A 6.6-magnitude quake struck near Japan's remote Bonin Islands today (Nov. 30), according to the U.S. Geological Survey.
The quake struck at 12:24 p.m. local time (10:24 p.m. on Nov. 29) at a depth of nearly 300 miles (478 kilometers) in the Pacific Ocean, but it was strong enough to shake buildings 500 miles (810 kilometers) away in Tokyo, Agence France-Presse reported.
The Bonin Islands are part of an archipelago of over 30 islands known in Japan as the Ogasawara Group, which are about 540 miles (1,000 km) south of Tokyo. People live on only two of the islands, with a total population around 2,440.
The earthquake did not create a tsunami threat, according to the Japan Meteorological Agency. [Related: Why Do Some Earthquakes Cause Tsunamis But Others Don't?]
While the specifics about the earthquake were not immediately known, the fault that ruptured appeared to be a type of thrust fault a break in the Earth's crust where a lower section is pushed over a higher one, which would be normal for Japan, according to the USGS.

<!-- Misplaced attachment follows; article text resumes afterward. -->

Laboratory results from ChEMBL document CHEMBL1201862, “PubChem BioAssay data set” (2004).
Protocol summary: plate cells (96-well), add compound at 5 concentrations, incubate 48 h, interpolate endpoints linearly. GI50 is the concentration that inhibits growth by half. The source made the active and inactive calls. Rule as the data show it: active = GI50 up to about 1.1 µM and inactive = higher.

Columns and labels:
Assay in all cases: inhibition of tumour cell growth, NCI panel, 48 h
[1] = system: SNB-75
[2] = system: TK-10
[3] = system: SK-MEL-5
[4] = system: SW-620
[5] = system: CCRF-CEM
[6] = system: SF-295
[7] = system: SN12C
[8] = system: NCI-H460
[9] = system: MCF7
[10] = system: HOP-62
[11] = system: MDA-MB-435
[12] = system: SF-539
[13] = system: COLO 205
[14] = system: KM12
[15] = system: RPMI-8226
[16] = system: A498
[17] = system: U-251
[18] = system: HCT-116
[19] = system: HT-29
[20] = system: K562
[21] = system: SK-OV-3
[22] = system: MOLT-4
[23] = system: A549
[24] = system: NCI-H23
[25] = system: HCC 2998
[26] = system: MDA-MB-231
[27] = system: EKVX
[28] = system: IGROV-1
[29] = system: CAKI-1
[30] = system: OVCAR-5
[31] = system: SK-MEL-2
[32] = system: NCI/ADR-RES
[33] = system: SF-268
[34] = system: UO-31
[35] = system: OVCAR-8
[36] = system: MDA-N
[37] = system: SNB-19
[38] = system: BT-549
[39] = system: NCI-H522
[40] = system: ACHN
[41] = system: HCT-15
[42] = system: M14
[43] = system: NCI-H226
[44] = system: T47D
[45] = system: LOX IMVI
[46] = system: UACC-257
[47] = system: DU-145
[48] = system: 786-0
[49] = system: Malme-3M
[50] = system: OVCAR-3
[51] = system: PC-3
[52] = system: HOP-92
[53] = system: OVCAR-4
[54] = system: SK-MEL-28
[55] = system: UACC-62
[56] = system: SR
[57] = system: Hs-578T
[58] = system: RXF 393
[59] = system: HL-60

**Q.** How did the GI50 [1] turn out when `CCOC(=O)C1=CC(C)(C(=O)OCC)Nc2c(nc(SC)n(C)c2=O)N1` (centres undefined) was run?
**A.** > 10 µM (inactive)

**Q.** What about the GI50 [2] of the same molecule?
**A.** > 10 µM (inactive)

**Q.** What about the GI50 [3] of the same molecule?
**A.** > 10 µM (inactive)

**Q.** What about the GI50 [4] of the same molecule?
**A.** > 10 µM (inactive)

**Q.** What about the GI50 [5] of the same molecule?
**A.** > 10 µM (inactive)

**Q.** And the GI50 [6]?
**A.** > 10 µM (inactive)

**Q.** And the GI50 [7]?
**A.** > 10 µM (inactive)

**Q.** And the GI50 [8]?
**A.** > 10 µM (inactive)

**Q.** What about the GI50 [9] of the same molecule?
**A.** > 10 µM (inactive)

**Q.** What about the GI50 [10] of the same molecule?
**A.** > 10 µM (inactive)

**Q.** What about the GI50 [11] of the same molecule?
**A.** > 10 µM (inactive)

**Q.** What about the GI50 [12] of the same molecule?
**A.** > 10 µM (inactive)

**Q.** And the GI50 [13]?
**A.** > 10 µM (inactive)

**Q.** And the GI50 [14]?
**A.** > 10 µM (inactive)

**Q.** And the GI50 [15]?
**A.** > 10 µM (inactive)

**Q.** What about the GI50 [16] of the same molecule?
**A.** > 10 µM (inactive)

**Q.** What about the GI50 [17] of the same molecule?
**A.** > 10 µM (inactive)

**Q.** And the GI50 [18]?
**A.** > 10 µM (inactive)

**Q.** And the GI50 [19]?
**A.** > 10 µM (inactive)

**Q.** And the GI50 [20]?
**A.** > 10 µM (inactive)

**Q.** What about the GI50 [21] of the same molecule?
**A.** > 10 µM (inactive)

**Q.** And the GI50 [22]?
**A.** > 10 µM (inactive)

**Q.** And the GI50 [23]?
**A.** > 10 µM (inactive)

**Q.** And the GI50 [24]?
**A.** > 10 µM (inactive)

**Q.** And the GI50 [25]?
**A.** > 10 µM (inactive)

Japan is part of the world's most active seismic region , the notorious Pacific Ring of Fire. The Pacific Ring of Fire is the world's greatest earthquake belt due to its series of fault lines stretching 25,000 miles (40,000 km) from Chile in South America through Japan and Southeast Asia.
Earthquakes typically occur along faults, which are breaks in the rocky plates of the Earth's crust. Strain accumulates in these faults over the years as two plates butt heads.
Roughly 90 percent of all the world's earthquakes , and 80 percent of the world's largest earthquakes, strike along the Ring of Fire. In 1995, a 7.2-magnitude earthquake in Kobe, Japan, killed 6,400 people.
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